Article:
Jessica, 33, became a Sugar Baby as an alternative to getting into more student debt. “[I was] never going to be able to think about grad school, because who wants more loans when you can’t pay off the ones you have? I was driving a crappy car, living in a crappy apartment. It was rough,” she says.
SeekingArrangement likes to promote the narratives of savvy young women like Jessica who are pursuing arrangements as a way to graduate debt-free. They’ve even created “Sugar Baby University”: No minimum GPA is required, and users are encouraged to “join today and get your education paid for by a generous sponsor.” According to SeekingArrangement, it is not an actual university — the benefit of registering as a student is that you get an upgraded membership for free.
Jessica wasn’t a patron of Sugar Baby University, but still used the site to fund her MBA.
She quickly found an arrangement that many Sugar Babies only dream of — a Sugar Daddy who didn’t demand sex, but wanted to help pay for school. “I have not paid any student loans,” Jessica says. “I have one year left and I’ve already paid the full tuition on one of those semesters.” That benefactor has since passed away, but thanks to her other arrangements, she’ll be graduating debt-free.
How Much Sugar Babies Really Make
When it comes to how much a Sugar Baby makes, or how she negotiates her arrangements, there are no rules, or even common practices. Every relationship and agreement is different, and Sugar Babies and Daddies all have different standards.
Some women will go on multiple dates without expecting to be compensated for their time, and others won’t even meet for a coffee without prior payment. Some Sugar Babies charge by the hour, some have a steady monthly “allowance,” while others still have no concrete agreements with Sugar Daddies and rely on the whims of his “gifts,” a term used to mean anything from cash to paying rent and student loans to buying fancy dinners, handbags and vacations. Some simply want to find a boyfriend or husband who is wealthy and successful, and don’t expect an exchange otherwise.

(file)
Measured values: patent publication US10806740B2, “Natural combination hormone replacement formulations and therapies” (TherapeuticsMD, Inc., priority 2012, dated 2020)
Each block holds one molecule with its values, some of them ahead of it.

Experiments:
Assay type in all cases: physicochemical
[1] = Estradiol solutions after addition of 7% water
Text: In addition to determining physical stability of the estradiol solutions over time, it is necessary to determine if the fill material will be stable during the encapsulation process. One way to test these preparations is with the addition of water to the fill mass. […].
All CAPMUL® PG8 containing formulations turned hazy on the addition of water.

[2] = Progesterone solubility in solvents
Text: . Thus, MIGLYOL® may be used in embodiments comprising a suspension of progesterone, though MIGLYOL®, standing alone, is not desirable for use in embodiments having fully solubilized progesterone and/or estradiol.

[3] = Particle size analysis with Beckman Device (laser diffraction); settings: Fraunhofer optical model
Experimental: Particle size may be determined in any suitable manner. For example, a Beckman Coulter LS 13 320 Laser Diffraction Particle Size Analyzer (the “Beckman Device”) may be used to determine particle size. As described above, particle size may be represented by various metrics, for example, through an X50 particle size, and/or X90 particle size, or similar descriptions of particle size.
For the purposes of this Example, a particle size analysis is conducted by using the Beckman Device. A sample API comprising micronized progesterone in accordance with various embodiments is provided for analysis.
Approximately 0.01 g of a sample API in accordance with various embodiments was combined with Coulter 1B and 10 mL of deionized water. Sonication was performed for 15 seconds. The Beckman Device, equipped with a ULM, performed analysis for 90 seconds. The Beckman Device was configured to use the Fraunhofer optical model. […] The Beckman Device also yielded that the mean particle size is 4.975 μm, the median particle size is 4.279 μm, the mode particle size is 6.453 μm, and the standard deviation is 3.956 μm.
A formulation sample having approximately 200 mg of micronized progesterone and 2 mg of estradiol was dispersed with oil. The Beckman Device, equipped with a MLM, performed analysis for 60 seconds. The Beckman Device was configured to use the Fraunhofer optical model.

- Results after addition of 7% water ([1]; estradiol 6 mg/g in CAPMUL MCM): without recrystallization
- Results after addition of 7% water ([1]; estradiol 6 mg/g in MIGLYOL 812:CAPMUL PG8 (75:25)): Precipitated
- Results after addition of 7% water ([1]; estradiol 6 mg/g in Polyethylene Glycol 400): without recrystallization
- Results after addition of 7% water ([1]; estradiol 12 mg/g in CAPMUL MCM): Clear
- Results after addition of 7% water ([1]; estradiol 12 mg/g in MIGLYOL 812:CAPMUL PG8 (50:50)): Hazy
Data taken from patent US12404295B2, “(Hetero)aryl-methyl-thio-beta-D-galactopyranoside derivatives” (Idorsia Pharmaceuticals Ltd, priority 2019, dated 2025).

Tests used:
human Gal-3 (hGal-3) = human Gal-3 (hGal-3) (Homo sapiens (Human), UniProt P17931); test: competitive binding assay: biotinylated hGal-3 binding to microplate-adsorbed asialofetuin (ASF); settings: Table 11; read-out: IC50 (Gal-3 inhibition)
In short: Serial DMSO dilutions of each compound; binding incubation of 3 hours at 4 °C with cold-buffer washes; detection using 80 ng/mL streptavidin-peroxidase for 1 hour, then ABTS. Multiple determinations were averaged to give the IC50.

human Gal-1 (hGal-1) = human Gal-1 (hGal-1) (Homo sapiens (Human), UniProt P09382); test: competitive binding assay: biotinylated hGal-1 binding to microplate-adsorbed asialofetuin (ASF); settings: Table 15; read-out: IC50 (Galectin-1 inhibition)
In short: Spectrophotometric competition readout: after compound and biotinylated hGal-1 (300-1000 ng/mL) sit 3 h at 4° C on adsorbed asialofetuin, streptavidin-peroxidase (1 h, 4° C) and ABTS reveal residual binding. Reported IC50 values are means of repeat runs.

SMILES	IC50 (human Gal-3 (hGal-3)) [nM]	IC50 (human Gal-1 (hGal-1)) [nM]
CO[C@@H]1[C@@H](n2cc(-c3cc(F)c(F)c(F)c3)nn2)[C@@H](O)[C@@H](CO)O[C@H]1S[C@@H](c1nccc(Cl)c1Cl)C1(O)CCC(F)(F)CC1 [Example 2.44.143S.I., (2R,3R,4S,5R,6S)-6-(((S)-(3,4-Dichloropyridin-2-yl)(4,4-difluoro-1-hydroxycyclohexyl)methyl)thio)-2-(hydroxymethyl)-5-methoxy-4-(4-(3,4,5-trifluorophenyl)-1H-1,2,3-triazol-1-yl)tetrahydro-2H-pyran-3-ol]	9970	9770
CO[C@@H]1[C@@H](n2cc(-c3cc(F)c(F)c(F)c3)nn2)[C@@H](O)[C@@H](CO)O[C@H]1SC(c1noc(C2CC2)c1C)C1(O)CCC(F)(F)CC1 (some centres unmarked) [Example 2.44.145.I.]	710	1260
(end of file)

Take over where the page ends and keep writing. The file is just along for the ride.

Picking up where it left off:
According to SeekingArrangement’s stats, the average Sugar Daddy is 38 and makes $250,000 annually, while the average Sugar Baby is 25 and makes $2,800 monthly from her Daddies.
“From one, I get $1,500 a month. I see him typically once a month, sometimes twice,” Jessica says. Another Sugar Daddy pays her roughly $700 per visit; some months he sees her only twice, while other months he sees her multiple times a week. The third Sugar Daddy pays her a “monthly allowance” of $2,000 a month, and she sees him twice a week. That adds up to a minimum of $4,900 a month in income. Jessica estimates that between the time she spends on self-promotion, messaging new potential Sugar Daddies, first dates, and maintaining her standing arrangements, she’s working full-time hours.
Jessica’s success seems to stem from her willingness to negotiate with potential suitors. “I normally just start with a base pay-per-visit. I’m not charging by the hour. I feel like if they can’t do $400 to $500 to spend some time with me, then I’m not what they’re looking for anyway,” she says.
Of the three men who pay Jessica for her company, she has sex with only one. “It may lead up to that someday [with one of the others] but I’m never in a hurry for that,” she says. Her highest-paying Sugar Daddy “doesn’t sexually function,” but she does do things like go to his house and lounge by his pool naked. “He’s an older guy, he’s not married anymore. He was big on Wall Street, moved to California, got into real estate, and likes to enjoy his money.” They travel together often, but she always requires a separate room. She says her independence is part of why she’s been so successful.